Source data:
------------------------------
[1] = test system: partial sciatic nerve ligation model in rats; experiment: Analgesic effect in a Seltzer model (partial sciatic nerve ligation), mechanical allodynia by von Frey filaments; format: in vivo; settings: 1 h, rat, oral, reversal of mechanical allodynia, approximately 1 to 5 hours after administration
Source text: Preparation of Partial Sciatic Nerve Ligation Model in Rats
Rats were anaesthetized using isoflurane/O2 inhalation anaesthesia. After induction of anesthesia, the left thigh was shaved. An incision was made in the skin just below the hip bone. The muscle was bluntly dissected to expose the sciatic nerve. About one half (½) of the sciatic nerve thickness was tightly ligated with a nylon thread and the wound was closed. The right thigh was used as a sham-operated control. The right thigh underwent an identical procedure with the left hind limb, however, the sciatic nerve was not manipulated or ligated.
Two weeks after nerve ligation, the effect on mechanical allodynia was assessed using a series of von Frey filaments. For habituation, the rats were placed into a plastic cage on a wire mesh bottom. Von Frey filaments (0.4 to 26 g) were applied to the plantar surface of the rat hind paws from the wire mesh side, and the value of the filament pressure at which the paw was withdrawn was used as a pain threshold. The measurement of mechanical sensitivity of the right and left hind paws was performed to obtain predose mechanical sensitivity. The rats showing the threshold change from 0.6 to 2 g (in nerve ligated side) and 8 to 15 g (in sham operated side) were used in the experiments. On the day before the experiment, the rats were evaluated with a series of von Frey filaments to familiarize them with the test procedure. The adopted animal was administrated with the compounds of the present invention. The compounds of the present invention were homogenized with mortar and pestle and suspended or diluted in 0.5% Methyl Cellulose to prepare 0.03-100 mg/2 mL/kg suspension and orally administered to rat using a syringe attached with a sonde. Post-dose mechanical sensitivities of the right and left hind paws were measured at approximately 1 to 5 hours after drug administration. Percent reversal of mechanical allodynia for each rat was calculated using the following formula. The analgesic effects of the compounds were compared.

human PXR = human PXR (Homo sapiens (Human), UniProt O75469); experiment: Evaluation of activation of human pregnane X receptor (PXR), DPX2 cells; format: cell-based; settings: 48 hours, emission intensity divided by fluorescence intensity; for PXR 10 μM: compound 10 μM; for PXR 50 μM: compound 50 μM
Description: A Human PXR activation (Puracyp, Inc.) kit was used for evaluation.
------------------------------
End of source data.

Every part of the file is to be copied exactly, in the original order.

[1] = test system: partial sciatic nerve ligation model in rats; experiment: Analgesic effect in a Seltzer model (partial sciatic nerve ligation), mechanical allodynia by von Frey filaments; format: in vivo; settings: 1 h, rat, oral, reversal of mechanical allodynia, approximately 1 to 5 hours after administration
Source text: Preparation of Partial Sciatic Nerve Ligation Model in Rats
Rats were anaesthetized using isoflurane/O2 inhalation anaesthesia. After induction of anesthesia, the left thigh was shaved. An incision was made in the skin just below the hip bone. The muscle was bluntly dissected to expose the sciatic nerve. About one half (½) of the sciatic nerve thickness was tightly ligated with a nylon thread and the wound was closed. The right thigh was used as a sham-operated control. The right thigh underwent an identical procedure with the left hind limb, however, the sciatic nerve was not manipulated or ligated.
Two weeks after nerve ligation, the effect on mechanical allodynia was assessed using a series of von Frey filaments. For habituation, the rats were placed into a plastic cage on a wire mesh bottom. Von Frey filaments (0.4 to 26 g) were applied to the plantar surface of the rat hind paws from the wire mesh side, and the value of the filament pressure at which the paw was withdrawn was used as a pain threshold. The measurement of mechanical sensitivity of the right and left hind paws was performed to obtain predose mechanical sensitivity. The rats showing the threshold change from 0.6 to 2 g (in nerve ligated side) and 8 to 15 g (in sham operated side) were used in the experiments. On the day before the experiment, the rats were evaluated with a series of von Frey filaments to familiarize them with the test procedure. The adopted animal was administrated with the compounds of the present invention. The compounds of the present invention were homogenized with mortar and pestle and suspended or diluted in 0.5% Methyl Cellulose to prepare 0.03-100 mg/2 mL/kg suspension and orally administered to rat using a syringe attached with a sonde. Post-dose mechanical sensitivities of the right and left hind paws were measured at approximately 1 to 5 hours after drug administration. Percent reversal of mechanical allodynia for each rat was calculated using the following formula. The analgesic effects of the compounds were compared.

human PXR = human PXR (Homo sapiens (Human), UniProt O75469); experiment: Evaluation of activation of human pregnane X receptor (PXR), DPX2 cells; format: cell-based; settings: 48 hours, emission intensity divided by fluorescence intensity; for PXR 10 μM: compound 10 μM; for PXR 50 μM: compound 50 μM
Description: A Human PXR activation (Puracyp, Inc.) kit was used for evaluation.